module and mylar-based heads, Alesis takes dead aim at
the Roland-dominated mesh world with the DM10 X Mesh

Rack 'em up

Most e-drum kits are supported by racks and, as
digitalDrummer found, there are plenty of alternatives
and upgrade options.

2box: meet Roland

A new product makes it easy to use Roland hi-hats with
the 2box DrumIt Five module. digitalDrummer got hold of
one of the first units to roll off the production line.

dd_may_2016_Layout 3 18/04/16 12:22 PM Page 5







Heidi Joubert

When Roland launched its electronic cajon, it chose Heidi
Joubert as the face of the instrument. Allan Leibowitz
caught up with the Internet sensation between
demonstrations at NAMM in Anaheim

How I use e-drums

Cliff Hewitt continues to push the boundaries of drumming,
applying a hybrid approach to his performances with
Tomoyasu Hotei.


Trigger updates

Two European trigger makers have updated their designs.
digitalDrummer previously reviewed the originals, so, to
keep readers up to date, we tried the revised versions.

One for the bucket list

DIYers always have drums in mind when they look at
household items, and Mark Norton found his inspiration in
a plastic bucket.


My Monster Kit

To date, we have featured 25 monsters, so we now
celebrate some of the great kits which have graced this
spread so far.

ws ... Get the latest e-drum news at ... G
digitalDRUMMER, May 2016


dd_may_2016_Layout 3 18/04/16 12:22 PM Page 6

Fewer at smaller



PHOTO: PIETRO SuTERA/Messe Frankfurt Exhibition GmbH

After a brace of new products at NAMM, there
was just a smattering of new products at
Musikmesse in Frankfurt. Wolfgang Stoelzle
reports on some of the instruments seen for the
first time in Europe.

dd_may_2016_Layout 3 18/04/16 12:22 PM Page 7

new format this year, opening its
doors to the public throughout the
show, but a number of big
manufacturers and distributors were
notably absent.

Roland showed off its EL
Cajon EC-10 which made its
debut in Anaheim, but also
released a new beaterless
bass drum pedal, the KT-9.
This lower-priced version of
the KT-10 is super quiet,
easy to transport and set up
and features rock-solid
metal construction. Another
new offering was the FD-9
hi-hat controller, an update
of the FD-8 and similar in
build to the KT-9.

Pedal power at Roland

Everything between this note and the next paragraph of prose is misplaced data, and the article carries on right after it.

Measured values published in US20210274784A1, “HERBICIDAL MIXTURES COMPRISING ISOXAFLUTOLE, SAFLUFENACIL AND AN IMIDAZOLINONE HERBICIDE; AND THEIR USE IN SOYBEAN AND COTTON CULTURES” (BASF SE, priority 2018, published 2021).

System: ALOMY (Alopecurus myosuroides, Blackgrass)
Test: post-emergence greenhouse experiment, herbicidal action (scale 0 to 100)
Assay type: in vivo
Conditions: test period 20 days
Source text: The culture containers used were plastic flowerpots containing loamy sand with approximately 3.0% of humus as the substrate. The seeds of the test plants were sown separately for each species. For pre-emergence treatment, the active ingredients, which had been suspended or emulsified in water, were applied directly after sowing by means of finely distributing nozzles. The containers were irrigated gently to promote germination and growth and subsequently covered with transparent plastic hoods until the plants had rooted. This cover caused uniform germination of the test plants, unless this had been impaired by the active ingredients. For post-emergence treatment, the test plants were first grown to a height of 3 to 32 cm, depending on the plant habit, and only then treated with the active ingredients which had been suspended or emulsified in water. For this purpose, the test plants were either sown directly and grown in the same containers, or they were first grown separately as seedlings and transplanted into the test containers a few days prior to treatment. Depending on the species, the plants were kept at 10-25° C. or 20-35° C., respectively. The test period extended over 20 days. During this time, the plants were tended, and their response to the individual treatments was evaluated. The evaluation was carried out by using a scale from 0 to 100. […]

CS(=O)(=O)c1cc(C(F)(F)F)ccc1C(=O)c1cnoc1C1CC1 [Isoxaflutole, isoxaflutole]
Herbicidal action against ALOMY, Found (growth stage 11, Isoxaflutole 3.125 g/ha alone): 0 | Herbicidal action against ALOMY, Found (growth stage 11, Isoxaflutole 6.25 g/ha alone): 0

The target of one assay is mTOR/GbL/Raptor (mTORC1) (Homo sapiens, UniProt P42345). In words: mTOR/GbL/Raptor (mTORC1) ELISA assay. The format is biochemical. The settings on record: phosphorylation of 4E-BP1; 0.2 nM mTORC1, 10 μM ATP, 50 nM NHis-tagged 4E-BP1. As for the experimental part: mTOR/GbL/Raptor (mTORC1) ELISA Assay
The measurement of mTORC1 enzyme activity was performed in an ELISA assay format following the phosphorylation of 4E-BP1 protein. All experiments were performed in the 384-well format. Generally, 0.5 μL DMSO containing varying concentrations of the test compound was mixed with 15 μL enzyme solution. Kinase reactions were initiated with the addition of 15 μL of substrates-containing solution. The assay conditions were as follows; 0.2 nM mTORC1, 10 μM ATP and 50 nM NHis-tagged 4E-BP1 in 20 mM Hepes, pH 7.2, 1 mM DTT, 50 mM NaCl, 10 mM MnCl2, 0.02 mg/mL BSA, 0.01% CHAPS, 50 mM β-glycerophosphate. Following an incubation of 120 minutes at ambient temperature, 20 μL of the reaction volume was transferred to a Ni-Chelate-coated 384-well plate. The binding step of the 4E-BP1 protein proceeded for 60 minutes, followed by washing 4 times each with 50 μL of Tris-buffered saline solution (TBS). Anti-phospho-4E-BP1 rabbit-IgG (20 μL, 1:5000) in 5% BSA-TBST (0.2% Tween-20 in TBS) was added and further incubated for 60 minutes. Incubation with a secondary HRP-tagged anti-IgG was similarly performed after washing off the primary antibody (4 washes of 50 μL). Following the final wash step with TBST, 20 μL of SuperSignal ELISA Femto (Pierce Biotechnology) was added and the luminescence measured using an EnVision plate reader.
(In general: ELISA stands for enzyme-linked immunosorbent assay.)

(above), ATV behind
closed doors (left) and
2box (below)

ATV showed its aD5 module behind
closed doors, as it did at NAMM.
There has been a firmware update
since the launch, but there are still
some functionality restrictions like
the RJ-45 interface, the USB port
(MIDI only at the moment) and the
SD card slot (currently only used to
update the firmware).

2box was at the show, but hints of a
new kit proved premature, and the
previously seen DrumIt Five kit was
the only product on display.
digitalDRUMMER, May 2016


dd_may_2016_Layout 3 18/04/16 12:22 PM Page 8

Roland was not alone on the e-cajon
bandwagon - De Gregorio had its
Centaur E-Cajon on show through its
German distributor, Box Of Trix. The
Centaur, which actually also launched
at NAMM, has 30 digital sounds on
board. A MicroSD slot allows user
custom samples to be loaded. The
cajon has three trigger zones. Unlike its
Japanese competitor, it needs external

Yamaha, as it does every year, had its
own exhibition area and set up almost
every configuration of its DTX product
line. Among the kits on show were the
new DTX760k and DTX720k

Nord has updated its drum offering with the launch of
the new Nord Drum 3 module and the compact Nord
Drum 3P multi-pad unit. Upgrades from the Nord Drum
2 include reverb and delay effects, a simplified sound
selection mode and new sound banks for quickly
creating custom kits on the fly.

Centaur E-Cajon (top), Yamaha (left),
Nord Drum 3P (above) and Polyend

And now for something completely different: a MIDIcontrolled system of ‘drum sticks’ embedded in a ball
which can be attached to the rim of an acoustic drum.
The Polyend solution still leaves enough room for a real
drummer to jam along. The latency between the MIDI
event and the "drumstick" hitting the head is supposed
to be around 20 milliseconds. The system supports all
127 dynamic levels of MIDI. The controller with one ball
will cost around €500, with each additional ‘ball’ costing
With additional reporting by Allan Leibowitz.